After working eight years as an aircraft technician, four of which took place during his military career, Joel Simmons decided it was time for a change. Working as a technician was worsening an old back injury, but he still enjoyed the shop environment and wanted to continue working with tools. The perfect solution? Become a tool distributor.
One of Simmons’ friends got him started selling tools in 2013 under a flag. After a few years, Simmons decided to strike out on his own and become an independent. The Louisville, Kentucky-based distributor says it was a decision that proved beneficial for his business.
Simmons says that being able to purchase tools from more suppliers improves turnaround time and allows him to offer a wider variety of products, something he has become known for with his customers.
“If ISN doesn’t have [a product], I can go to Neu Tool, or Eagle Tool or Medco,” he says. “I can go online, and there are some products … I’ve been able to pick up directly from the manufacturer, which gives me a little wider variety to offer. I’m kind of known as the guy [who] finds the oddball stuff for [customers] … because I’m willing to do the work. Overall, it makes my life a lot easier, less stressful, knowing I can get stuff from wherever I need to, to keep my customer base happy and keep products flowing.”
Keeping products flowing does not seem to be a problem for Simmons, whose truck is wrapped by GEARWRENCH. The truck itself garners attention from technicians, and Simmons gets calls “almost every week” from shops that wants him to stop by. Additionally, GEARWRENCH ridealong days can mean big sales for Simmons.
During a ridealong, GEARWRENCH offers tiered rewards for customers who purchase the brand’s products from Simmons. For example, if a customer purchases $100 worth of products, they will get to choose from a selection of free tools. “The guys like free stuff,” he laughs.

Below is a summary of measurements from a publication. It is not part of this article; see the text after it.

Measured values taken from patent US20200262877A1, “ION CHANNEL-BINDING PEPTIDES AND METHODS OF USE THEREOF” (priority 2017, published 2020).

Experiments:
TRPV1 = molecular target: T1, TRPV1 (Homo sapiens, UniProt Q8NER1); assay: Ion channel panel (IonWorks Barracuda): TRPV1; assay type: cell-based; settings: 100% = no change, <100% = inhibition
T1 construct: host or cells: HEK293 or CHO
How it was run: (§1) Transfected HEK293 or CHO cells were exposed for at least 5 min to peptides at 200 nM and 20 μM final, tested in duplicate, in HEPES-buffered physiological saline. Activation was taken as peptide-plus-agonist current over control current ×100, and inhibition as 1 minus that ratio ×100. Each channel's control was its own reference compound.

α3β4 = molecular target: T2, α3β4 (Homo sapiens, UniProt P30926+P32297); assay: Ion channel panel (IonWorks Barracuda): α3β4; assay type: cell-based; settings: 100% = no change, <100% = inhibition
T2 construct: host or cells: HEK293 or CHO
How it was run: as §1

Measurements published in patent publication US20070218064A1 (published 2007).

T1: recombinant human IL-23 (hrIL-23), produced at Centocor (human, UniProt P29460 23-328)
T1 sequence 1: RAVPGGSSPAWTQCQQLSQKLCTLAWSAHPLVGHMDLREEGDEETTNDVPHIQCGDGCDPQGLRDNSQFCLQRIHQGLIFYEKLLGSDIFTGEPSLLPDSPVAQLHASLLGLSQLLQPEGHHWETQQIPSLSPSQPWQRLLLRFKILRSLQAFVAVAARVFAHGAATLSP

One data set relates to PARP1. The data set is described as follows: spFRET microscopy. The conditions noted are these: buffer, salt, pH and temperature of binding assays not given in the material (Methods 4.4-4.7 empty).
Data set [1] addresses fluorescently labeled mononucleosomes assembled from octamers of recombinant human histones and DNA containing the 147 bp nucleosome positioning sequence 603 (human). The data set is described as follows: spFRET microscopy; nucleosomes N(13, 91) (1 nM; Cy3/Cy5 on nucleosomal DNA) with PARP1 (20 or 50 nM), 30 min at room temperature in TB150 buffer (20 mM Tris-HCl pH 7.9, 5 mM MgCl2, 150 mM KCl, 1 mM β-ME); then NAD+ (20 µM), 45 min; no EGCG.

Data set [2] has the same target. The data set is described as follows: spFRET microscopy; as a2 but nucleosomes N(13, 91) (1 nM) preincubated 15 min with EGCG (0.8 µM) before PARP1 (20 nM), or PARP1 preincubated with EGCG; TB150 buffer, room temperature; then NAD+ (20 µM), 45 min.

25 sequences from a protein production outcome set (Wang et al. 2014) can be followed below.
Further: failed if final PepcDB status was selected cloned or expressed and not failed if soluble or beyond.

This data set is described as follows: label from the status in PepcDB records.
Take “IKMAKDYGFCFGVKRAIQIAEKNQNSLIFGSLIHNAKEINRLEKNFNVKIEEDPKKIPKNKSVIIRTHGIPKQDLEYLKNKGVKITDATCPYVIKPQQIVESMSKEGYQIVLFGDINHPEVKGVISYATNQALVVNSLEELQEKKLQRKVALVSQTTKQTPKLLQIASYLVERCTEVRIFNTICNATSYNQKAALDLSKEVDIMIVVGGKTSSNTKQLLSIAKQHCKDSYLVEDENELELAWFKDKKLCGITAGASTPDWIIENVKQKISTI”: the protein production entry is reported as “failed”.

“We had one day where I sold $4,000 worth of GEARWRENCH,” he says. “Having them along, having different specials with them really helps.”
Interestingly, one of Simmons’ top selling items as of late is tool carts. He says that if a technician already has a toolbox, they don’t necessarily want a bigger toolbox, but instead they like the idea of having something like a full-drawer cart they can use for most of their everyday-use tools.
Carrying products technicians want, as well as those they can't easily find elsewhere, is a strategic move. But Simmons’ success isn’t based on products and branding alone. Commitment to customers goes a long way when selling tools. He works hard to build trust and a working relationship at each stop.
“I’ve been able to build a pretty good reputation on consistency – that’s big in my area,” he says, explaining that other distributors in the area aren’t necessarily consistent when they stop by, often missing a week or two at a time. Simmons makes his stops every week at about the same time, so his customers know they can count on him show up.
“That’s really helped me stand out,” he says.
Getting to know and understand each customer helps Simmons stand out as well.
“Generally I’m not one of the tote-and-promote type of guys,” he says. “I’m much more relaxed sales, I call it ‘relational sales,’ because I basically focus on building a relationship.”
After years as an aircraft technician, Simmons is happy and successful in his new career as an independent tool distributor.